We've all come across this - there's this densely populated area with a cache on each corner! Here's an example of a "power trail" in the UK, the Chiltern Hundred, consisting of more than 100 caches placed in short distance from each other but you'll find similar or even higher densities in CBDs of large cities.
Have you ever thought about how many caches could be placed in a certain amount of space to utilize this space best?
The idea for this cache developed over dinner with Lat&Long Junkie, Bedmaker and Liz and Bruce in a nice country pub in Toowoomba, Qld, close to four years ago.
What better thing to do than create a new maths puzzle cache about this problem! So here we go:
You may remember that the distance between two caches has to be at least 1/10 of a mile, or something like 161m. Whatever this minimum distance is, let's call it s, and let's say that two caches can be exactly s metres apart or more, but not closer.
Here is your task:
You are given a square area to place as many geocaches in this area as possible (we will assume that any place is a good spot, as long as the distance rules are obeyed).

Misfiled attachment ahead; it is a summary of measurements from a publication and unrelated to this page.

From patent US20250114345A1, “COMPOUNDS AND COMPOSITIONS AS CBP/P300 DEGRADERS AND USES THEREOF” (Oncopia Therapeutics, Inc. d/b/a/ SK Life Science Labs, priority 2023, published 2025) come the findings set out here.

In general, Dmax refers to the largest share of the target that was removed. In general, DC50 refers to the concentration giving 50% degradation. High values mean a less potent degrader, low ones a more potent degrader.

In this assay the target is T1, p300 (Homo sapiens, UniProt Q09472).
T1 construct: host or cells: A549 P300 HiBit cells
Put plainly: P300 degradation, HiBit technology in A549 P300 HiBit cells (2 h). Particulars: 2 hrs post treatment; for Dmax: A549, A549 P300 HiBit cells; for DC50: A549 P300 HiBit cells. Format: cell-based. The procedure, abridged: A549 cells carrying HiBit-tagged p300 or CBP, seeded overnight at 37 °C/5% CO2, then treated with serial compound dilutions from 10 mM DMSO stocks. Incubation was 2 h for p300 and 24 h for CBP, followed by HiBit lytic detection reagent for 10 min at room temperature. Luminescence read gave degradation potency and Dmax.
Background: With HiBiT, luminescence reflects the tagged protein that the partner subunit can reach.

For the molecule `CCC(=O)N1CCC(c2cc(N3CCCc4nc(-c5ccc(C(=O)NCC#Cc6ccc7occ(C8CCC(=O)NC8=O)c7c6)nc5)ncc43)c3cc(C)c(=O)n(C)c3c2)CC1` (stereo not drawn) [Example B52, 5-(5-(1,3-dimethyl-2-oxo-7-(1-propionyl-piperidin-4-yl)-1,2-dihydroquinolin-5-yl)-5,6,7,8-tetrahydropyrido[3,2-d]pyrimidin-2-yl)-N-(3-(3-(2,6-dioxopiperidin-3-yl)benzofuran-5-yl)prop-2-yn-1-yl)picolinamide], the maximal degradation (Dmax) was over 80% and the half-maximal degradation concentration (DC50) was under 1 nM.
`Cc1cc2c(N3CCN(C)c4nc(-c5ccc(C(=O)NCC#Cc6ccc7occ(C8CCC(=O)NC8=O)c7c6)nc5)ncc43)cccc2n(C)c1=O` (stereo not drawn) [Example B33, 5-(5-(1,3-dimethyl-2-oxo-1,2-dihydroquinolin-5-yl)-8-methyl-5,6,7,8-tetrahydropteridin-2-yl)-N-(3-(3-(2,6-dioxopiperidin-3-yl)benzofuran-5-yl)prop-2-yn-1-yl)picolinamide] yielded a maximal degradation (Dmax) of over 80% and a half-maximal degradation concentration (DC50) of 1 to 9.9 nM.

Let's assume further that any cache we place in this area needs to be a distance of s away from the boundaries of this area. It can be exactly s metres away, that's ok. What is the maximum number of caches you could place in a square area of side length
- 3s: Answer = A
- 4s: Answer = B
- 5s: Answer = CD
- 6s: Answer = EF?
The cache is located at
Please watch out for motorized muggles who might spot you in this semi-open location. Coordinates should be within 5m - tree cover made it difficult to get a better reading. Use the hint if you get stuck. Please replace the rock on top.
The cache contains an unactivated geocoin for the first to find, and a number of path tags.
You can check your answers for this puzzle on Geochecker.com.